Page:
In March the Guardian published a visualization of every drone strike in Pakistan since 2004, using data from the Bureau for Investigative Journalism (25.3.13). The statistics tell a chilling story. Out of an estimated total death count of 3,149 (75.9 per cent), 535 (17 per vcent) were civilian casualties, and 175 (5 per cent) were children. In other words, even assuming 76 per cent of drone strikes kill non-civilians – a big assumption, since for counting purposes the US include any male of military age in that category – 21 per cent have killed civilians or children. When these heads are shot off, they can’t be nailed back on.
Another chilling development is the use of controversial ‘signature strikes’, the existence of which was only recently acknowledged by the US and its European allies. Targets are selected based on behaviour analysis, rather than on specific intelligence. If, seen from the air, a column of moving cars acts like a military convoy rather than the wedding or funeral procession it might in fact be, it becomes a viable military target. Wrongly selected – and eliminated – targets have become a mundane fact of the War on Terror. Their reporting hardly raises an eyebrow in the West. How many of us remember the 30 October 2006 drone strike on a religious school (alleged to be a Taliban training camp) that killed 81-83, of whom 69 were children and 12 were civilians? Was this a mere blip in the technology, or a war crime?
Residents of Aberporth are driven to distraction by the ‘flying lawnmowers’ that buzz incessently overhead, but at least there’s zero chance of fire raining down on their houses. Further afield, remote weapons have damaged a whole generation of children. As Dr Peter Schaapveld, a clinical and forensic psychologist, told Channel 4 News earlier this year, a trip to Yemen to assess the psychological impact of drone strikes revealed “hollowed-out shells of children”, children who vomit when they hear the sound of UAVs above them.
Is Aberporth – and Wales – insulated from such appalling facts on the (far-off) ground? Or is it part of an equation that dehumanizes war and its victims? An equation that includes such argot as to drone (verb), to kill someone in a drone strike, and bug splat (noun), denoting casualties of drone strikes, since that is what it looks like in the screen.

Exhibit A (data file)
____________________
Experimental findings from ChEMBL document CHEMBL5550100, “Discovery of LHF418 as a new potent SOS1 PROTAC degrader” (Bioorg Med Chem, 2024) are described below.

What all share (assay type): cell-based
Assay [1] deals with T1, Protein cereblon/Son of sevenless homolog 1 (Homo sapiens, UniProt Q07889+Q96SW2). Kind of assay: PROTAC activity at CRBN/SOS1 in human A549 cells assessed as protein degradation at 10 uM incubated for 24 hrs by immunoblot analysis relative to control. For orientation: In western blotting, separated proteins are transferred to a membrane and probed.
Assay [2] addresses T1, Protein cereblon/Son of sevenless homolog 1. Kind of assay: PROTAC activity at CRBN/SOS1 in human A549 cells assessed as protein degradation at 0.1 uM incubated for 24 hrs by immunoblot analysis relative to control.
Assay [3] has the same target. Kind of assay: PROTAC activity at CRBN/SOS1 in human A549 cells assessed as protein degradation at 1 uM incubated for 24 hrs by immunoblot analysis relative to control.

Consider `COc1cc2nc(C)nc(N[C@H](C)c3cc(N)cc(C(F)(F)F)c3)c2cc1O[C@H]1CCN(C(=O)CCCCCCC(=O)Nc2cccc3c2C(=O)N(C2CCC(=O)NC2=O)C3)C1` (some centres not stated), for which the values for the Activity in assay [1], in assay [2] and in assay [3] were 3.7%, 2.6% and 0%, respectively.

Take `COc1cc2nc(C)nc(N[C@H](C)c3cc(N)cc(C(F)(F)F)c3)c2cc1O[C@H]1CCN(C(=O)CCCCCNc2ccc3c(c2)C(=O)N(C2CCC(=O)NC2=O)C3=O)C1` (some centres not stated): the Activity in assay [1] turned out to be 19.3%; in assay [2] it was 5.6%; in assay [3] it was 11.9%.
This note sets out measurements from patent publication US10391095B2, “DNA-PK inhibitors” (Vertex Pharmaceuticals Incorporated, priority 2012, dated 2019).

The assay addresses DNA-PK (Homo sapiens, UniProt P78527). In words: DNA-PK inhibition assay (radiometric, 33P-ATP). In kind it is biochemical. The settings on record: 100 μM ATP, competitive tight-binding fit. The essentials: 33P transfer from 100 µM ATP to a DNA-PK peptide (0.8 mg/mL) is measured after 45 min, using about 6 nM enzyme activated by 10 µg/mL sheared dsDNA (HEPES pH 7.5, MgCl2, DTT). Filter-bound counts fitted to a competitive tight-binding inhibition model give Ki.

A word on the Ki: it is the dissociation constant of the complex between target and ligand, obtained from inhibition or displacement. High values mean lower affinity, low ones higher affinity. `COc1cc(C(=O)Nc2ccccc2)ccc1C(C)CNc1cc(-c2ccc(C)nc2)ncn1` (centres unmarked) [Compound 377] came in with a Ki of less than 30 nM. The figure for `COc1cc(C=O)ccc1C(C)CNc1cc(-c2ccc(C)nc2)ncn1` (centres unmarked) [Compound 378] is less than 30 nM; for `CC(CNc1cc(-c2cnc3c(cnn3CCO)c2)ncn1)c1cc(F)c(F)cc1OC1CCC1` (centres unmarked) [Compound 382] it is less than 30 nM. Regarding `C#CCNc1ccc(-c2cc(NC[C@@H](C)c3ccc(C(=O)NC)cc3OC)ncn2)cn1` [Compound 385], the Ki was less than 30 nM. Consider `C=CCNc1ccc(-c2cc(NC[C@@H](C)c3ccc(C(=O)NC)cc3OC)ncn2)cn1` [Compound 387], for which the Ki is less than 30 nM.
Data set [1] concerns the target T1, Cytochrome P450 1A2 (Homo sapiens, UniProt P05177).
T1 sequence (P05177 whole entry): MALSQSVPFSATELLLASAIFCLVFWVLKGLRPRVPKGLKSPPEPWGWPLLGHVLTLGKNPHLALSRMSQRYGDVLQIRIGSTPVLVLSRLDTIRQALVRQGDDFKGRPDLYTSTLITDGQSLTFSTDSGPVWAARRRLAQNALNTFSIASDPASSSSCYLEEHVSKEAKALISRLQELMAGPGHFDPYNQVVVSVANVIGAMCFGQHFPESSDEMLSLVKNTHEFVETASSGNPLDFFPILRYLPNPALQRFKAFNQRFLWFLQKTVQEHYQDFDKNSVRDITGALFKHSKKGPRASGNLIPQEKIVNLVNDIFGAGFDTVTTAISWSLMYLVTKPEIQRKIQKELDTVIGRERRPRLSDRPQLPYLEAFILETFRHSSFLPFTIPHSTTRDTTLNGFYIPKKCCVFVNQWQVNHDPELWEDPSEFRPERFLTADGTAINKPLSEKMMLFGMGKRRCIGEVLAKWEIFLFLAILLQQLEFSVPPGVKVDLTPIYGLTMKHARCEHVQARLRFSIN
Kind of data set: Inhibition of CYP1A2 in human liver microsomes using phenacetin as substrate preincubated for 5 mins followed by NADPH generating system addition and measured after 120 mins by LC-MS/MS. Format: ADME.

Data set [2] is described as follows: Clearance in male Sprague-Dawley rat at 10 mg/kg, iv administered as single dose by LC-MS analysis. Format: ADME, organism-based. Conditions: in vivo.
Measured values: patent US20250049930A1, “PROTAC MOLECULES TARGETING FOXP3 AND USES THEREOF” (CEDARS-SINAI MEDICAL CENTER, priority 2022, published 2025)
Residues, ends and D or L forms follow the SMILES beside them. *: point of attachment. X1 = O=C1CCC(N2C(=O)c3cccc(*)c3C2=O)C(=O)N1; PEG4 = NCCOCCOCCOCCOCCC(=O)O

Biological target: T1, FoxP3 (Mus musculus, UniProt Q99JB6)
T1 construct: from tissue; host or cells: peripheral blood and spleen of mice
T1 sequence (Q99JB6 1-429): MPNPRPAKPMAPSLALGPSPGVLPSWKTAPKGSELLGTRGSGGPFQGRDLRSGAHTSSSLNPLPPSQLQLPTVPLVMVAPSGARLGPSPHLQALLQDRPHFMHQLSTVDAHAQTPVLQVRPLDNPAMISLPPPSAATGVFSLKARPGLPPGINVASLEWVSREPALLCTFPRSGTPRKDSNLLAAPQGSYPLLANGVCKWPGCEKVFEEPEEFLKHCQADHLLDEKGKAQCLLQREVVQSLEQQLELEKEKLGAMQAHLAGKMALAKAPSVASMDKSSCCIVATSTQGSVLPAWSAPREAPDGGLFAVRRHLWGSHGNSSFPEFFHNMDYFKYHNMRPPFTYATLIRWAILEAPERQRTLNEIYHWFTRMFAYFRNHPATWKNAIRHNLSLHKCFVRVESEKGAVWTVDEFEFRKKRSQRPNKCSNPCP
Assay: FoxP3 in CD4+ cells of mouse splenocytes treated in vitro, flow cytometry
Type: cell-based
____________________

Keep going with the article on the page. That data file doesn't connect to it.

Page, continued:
But are drone strikes any different, in philosophical terms, from a laser-guided bomb, a manned aircraft strike or even a crossbow bolt? Isn’t it all action at a distance? Of course, the point can be argued, but a significant philosophical differentiator looks set to arrive in the form of artificial intelligence (AI). Today’s remotely piloted drones look certain to be simply a stage towards fully autonomous systems. I can’t be the only one thinking that Aberporth’s 500 square miles of restricted Welsh airspace (a deal brokered in 2011 by QinetiQ on behalf of Welsh Government) would be ideal for allowing autonomous UAVs to be put through their paces alongside manned aircraft.
Daniel Suarez, author of the popular Daemon and Kill Decision novels, argued in a 2013 TED talk that once AI is installed into UAVs, lethal autonomy – drones capable of making kill decisions for themselves – won’t be far behind. Suarez demands an international treaty banning robotic weapons. I would be proud if the Welsh Government, with its special vantage point on drone warfare, would support such a ban.
Doubtless, advocates of AI drones will invoke civilian applications. However, if the past is any guide to the future, the military will be the prime investor. Just as wooden dandy chargers could be sent against protesters without fear of injuring flesh-and-blood horses, artificially intelligent drones will take difficult decisions without the risk of traumatizing human drone operators in New Mexico. And make no mistake, just as with 1819’s velocipedes, “home service” will be as important as overseas deployment. You don’t need to be a futurist to know that autonomous drones will soon be monitoring civilian populations, their visible (and invisible) presence a powerful tool for behaviour management.
UAVs have already played a role in the drastic expansion of state “inspective force” – Jeremy Bentham’s phrase from Panopticon (1791) – monitoring crowds, picking out faces. Already DARPA’s Autonomous Real-time Ground Ubiquitous Surveillance imaging system (ARGUS), equipped with a 1.8-gigapixel camera, is capable of surveying a whole city at once from 20,000 feet.
Modern pattern recognition software can already parse my movements from yours, and by combining face detection with gait recognition, we can both be tracked through a crowd (with linked CCTV, through a city). This is what “home service” means. And as Coleridge understood 200 years ago, holed up, under governmental surveillance himself in the “populous village” of Nether Stowey (Frost at Midnight), we act and speak differently if we know we’re being watched. That’s what a political frost is. The future arrived in the Romantic period – the age that first imagined, first reflected on, the total surveillance state.
What chills most, perhaps, is the fact so many of us appear to have blithely accepted surveillance – watch-keeping – as something inevitable, or even, with our “believing minds”, desirable. We’ve become normalised to the restrictions it places on us. But let us be under no illusion that in Wales, with its current and future military research into remote technologies, we find ourselves at the centre of issues with global ramifications. The Welsh Government’s stance on our own “populous villages” of Aberporth and Llanbedr says something profound about our view of the world, and our sense of Wales’s place in it.